Is real estate still a good investment opportunity in Boston?
Yes. We’re seeing lots of people putting their money into real estate. If you’re buying income property, rents are pretty high and pretty consistent. If you’re looking to invest in property, for a place to hold your money, people are still finding that’s a better way to invest than losing it in other places. There’s stability in it, and opportunity for appreciation.
What are some of the challenging times that you have navigated as an agent?
September 11, that was a very difficult time and it was a very difficult market. The country was grieving. Then in ’06, when the market was full of short sales, foreclosures, we saw people lose everything.
Selling through difficult markets has taught me to understand and react to what’s going on around you. I’ve learned to be thoughtful of the client, their needs, and their personal situations instead of applying one rule to everybody. That’s how I’ve always approached and sustained my business and continue to build on it.
People who are ready to move and sell their homes can easily find me—I try to not be pushy or flashy. Clients can usually sense that in our conversation.
What do most people hesitate or worry about in your experience, and what advice do you give them?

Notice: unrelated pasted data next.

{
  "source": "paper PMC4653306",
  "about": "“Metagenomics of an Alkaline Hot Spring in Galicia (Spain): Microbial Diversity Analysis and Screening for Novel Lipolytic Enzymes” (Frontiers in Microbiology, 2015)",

I get calls all the time from people concerned about losing money: losing money if they buy a house now, if they sell their house now. I always tell people that you have to go with what your own personal situation tells you. If it doesn’t feel right, then don’t do it.
But if they’re interested in putting their house on the market, I also try to spend a good deal of time evaluating the current market—it’s 100 percent changed since even three or six months ago. It’s always in flux. If someone wants to buy a house, we do the same thing. I tell them what I’m seeing for trends, pricing, and activity, and I go over that with all my clients before we make decisions.
What other advice do you have for people thinking about entering the market?
It’s more important now than ever before to make sure that you are working with agents who are full-time, who are proficient, who are professional, and who have a proven track record of success. When the market was unstable, anyone could basically put a house on the market, put a sign out, and that was it. It’s easy to sell real estate in a market where homes are selling themselves.
But it’s not easy when the market gets challenging, and you need the transactions to close, and when you need certain resources to assist. It helps to have an agent who knows who to reach out to if something needs special attention.
What do your clients say makes you one of those trustworthy agents?
My years in the business, my strong reputation for success and ethical practices, and my consistency in performance over the years. Maintaining a level of business for as many years as I have, I think that speaks volumes.
To list your home with Elena Price, visit elenaprice.com.This is a paid partnership between Elena Price of Coldwell Banker Residential Brokerage and Boston Magazine's City/Studio